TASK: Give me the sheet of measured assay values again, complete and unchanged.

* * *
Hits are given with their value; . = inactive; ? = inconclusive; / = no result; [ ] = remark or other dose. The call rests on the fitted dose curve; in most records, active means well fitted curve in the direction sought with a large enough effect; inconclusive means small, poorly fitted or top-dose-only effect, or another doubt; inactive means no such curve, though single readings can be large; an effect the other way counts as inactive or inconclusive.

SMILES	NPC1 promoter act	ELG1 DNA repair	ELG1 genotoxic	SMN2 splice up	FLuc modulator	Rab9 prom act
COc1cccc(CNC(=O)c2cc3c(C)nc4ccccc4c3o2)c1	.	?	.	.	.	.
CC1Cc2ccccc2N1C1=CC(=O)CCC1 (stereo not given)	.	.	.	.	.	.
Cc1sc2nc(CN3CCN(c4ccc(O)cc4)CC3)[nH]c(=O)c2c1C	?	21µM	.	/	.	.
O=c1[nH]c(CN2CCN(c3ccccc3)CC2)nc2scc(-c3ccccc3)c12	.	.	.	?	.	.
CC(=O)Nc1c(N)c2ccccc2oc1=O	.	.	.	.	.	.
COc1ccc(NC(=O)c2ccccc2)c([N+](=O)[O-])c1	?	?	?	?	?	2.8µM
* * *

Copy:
Hits are given with their value; . = inactive; ? = inconclusive; / = no result; [ ] = remark or other dose. The call rests on the fitted dose curve; in most records, active means well fitted curve in the direction sought with a large enough effect; inconclusive means small, poorly fitted or top-dose-only effect, or another doubt; inactive means no such curve, though single readings can be large; an effect the other way counts as inactive or inconclusive.

SMILES	NPC1 promoter act	ELG1 DNA repair	ELG1 genotoxic	SMN2 splice up	FLuc modulator	Rab9 prom act
COc1cccc(CNC(=O)c2cc3c(C)nc4ccccc4c3o2)c1	.	?	.	.	.	.
CC1Cc2ccccc2N1C1=CC(=O)CCC1 (stereo not given)	.	.	.	.	.	.
Cc1sc2nc(CN3CCN(c4ccc(O)cc4)CC3)[nH]c(=O)c2c1C	?	21µM	.	/	.	.
O=c1[nH]c(CN2CCN(c3ccccc3)CC2)nc2scc(-c3ccccc3)c12	.	.	.	?	.	.
CC(=O)Nc1c(N)c2ccccc2oc1=O	.	.	.	.	.	.
COc1ccc(NC(=O)c2ccccc2)c([N+](=O)[O-])c1	?	?	?	?	?	2.8µM